Esposoria’s vote is yet another that the left-wing FMLN will lose in Morazán. Here, in the 2014 presidential elections, leftist candidate Salvador Sánchez Cerén got 47,232 votes. But in 2019, the ex-guerrilla party received less than half that number, 23,102, while the right-wing GANA party won with 31,649 votes, helping to usher Bukele into the presidency.

“One is not expecting great things, but at least to see a little” improvement, Esposoria said in a resigned tone.

Like other populists, Bukele seeks to depict himself as a law-and-order figure, able to tame El Salvador’s terrifying drug gang brutality. In 2020, according to government reports, there were 1,322 homicides in El Salvador, a drop of 45% from the previous year.

“The reduction in homicidal violence is due to the strategy, policy and plan promoted by President Nayib Bukele,” said Ricardo Sosa, a criminologist.

Some Salvadorans say that police have indeed stepped up their presence in certain localities under the Bukele government’s “territorial control plan.”

“Now I see the patrols, the police make tours of the neighborhoods on foot. Before they didn’t even get” out of their vehicles, said Christopher Díaz, a student at the University of El Salvador.

However, according to other crime experts and the digital daily El Faro, homicides have dropped, at least in part, because representatives of the Bukele government negotiated with leaders of the MS-13 gang to increase benefits to incarcerated gang members, including not mixing members of MS-13 and its rival Barrio 18 in the same cell.

Further buffing his populist credentials, Bukele has captured the support of faith communities by cultivating an image of deep religiosity in a country where the proportion of self-identified evangelicals (39.5%) soon may overtake that of Roman Catholics (40.5%).

Mario Vega, general pastor of the Elim Christian Mission, suggests that Bukele — a descendant of Palestinian Christian, Catholic and Greek Orthodox grandparents, and whose father converted to Islam and became an imam — has successfully constructed a religious identity that serves his political aims.

“There must be simple people who are impressed by this type of performance,” said Vega, who leads an evangelical denomination with some 300 churches throughout El Salvador.

Critics contend that Bukele’s habit of concealing his government’s intentions and operations has been laid bare during the coronavirus crisis. To address the pandemic, Bukele’s administration distributed food baskets and $300 subsidies to some 1.5 million people. But, according to a report by the Court of Accounts of the Republic, $30 million in these government funds went to 100,000 people for unknown criteria.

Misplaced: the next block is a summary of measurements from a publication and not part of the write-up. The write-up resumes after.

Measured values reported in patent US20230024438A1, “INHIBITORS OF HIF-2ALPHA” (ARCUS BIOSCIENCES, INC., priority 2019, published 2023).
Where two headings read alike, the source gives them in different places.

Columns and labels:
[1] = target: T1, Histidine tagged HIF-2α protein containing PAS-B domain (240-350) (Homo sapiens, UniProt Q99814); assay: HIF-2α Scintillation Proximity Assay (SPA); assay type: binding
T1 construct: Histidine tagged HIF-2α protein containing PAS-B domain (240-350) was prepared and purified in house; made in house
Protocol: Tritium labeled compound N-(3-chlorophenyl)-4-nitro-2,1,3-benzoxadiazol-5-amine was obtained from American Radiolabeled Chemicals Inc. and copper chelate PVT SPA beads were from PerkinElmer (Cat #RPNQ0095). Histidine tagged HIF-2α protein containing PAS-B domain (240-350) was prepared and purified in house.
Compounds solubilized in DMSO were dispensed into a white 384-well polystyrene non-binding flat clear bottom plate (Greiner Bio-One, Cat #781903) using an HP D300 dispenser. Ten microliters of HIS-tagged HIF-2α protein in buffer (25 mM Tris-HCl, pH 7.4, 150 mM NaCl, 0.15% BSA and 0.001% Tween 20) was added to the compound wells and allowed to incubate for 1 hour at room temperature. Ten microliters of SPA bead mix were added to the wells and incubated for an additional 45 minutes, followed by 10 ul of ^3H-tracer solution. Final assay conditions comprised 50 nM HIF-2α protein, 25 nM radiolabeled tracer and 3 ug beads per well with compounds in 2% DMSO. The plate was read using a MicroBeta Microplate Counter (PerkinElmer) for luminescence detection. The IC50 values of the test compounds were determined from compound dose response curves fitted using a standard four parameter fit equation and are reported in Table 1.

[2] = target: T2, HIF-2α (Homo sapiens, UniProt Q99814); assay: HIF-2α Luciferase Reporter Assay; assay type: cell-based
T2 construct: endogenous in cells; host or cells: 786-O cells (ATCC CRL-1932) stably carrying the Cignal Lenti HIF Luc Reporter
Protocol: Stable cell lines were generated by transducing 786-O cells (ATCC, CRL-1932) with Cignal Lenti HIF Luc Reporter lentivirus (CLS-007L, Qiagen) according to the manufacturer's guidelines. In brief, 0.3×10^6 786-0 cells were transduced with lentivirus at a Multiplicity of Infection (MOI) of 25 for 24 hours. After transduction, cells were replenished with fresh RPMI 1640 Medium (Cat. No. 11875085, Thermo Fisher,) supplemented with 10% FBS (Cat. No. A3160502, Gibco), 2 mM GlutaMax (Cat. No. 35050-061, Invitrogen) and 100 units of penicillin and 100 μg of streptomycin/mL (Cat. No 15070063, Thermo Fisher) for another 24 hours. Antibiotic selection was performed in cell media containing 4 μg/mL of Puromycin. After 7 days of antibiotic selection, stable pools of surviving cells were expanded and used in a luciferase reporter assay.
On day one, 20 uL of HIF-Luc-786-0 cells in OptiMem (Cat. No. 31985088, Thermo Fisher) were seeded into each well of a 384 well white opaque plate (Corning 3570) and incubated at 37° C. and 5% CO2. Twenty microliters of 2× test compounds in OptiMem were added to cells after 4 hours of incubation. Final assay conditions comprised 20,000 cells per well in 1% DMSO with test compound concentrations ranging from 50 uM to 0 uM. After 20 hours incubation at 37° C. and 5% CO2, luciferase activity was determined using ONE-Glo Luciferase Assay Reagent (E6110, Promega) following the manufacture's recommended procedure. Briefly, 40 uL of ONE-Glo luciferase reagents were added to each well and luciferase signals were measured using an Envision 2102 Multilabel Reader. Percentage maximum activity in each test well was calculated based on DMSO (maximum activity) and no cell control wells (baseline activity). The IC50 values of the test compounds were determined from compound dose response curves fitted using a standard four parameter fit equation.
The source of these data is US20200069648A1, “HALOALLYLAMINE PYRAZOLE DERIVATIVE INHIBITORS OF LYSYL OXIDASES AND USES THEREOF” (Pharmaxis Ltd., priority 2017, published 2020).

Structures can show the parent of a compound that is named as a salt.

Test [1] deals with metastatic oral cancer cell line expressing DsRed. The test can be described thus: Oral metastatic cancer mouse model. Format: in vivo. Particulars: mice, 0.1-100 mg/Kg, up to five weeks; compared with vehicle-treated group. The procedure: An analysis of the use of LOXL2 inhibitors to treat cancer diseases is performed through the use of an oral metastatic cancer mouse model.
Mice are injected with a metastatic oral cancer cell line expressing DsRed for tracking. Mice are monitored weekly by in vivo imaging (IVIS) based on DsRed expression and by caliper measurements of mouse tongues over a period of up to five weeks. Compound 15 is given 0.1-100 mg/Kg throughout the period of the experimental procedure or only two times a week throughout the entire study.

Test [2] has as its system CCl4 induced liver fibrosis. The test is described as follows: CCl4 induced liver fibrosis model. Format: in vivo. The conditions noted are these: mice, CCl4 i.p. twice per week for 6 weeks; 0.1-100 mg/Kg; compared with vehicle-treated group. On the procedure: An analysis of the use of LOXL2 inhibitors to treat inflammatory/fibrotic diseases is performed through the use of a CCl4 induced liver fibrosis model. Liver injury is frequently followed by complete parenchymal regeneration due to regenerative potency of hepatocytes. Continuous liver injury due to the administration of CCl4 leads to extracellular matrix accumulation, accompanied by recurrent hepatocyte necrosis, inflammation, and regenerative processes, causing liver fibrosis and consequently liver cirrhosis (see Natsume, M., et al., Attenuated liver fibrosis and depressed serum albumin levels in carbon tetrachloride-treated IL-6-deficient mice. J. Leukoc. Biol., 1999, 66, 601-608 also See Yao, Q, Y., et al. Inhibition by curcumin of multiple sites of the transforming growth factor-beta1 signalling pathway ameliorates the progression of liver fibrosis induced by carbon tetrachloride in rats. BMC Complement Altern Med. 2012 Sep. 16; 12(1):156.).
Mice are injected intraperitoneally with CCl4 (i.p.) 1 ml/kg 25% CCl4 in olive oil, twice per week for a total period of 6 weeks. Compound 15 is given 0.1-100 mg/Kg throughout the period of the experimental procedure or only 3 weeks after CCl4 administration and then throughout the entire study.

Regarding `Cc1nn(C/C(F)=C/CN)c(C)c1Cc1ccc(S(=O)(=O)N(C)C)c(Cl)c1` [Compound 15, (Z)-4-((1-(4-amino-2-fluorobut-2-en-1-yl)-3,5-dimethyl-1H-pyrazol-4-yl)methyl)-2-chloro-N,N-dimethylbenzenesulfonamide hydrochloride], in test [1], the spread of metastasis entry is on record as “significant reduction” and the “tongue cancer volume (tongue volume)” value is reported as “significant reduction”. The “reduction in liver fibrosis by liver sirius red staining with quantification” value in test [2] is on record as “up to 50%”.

“The [current] level of opacity, we have not had before,” said Roberto Rubio, executive director of the National Development Foundation (FUNDE), an expert on issues of public transparency and access to information.

Danilo Miranda, a political science professor at the Central American University in San Salvador, said Bukele is chipping away at institutions that could hold his power in check, such as the Supreme Court of Justice, the attorney general’s office, the Government Ethics Court, the Institute of Access to Public Information and the Court of Accounts of the Republic.

“We are approaching an authoritarian state, even with fascist features,” Miranda said.

On the afternoon of Feb. 9, a group of young people with white flags and yellow signs gathered at the Monument to the Constitution in San Salvador. “F9 Never Again” was written on a blanket, referring to the date a year earlier when Bukele sent troops into the legislative chamber.

“This arbitrary act can be classified as an act of bullying by President Nayib Bukele,” said Tatiana Alemán, a 30-year-old university student wearing a black shirt and a white mask over her mouth.

When Alemán was born, in 1990, the civil war was winding down and her pregnant mother commuted to her job in the center of San Salvador. “She had to go to work in the middle of the bullets,” Alemán said.

To Alemán, Bukele’s storming of congress last year evoked her country’s bloody and tragic past — and fear that those times could return.

“Those actions that supposedly stayed in the 1970s, and everything that led to the conflict, is now being seen,” she said.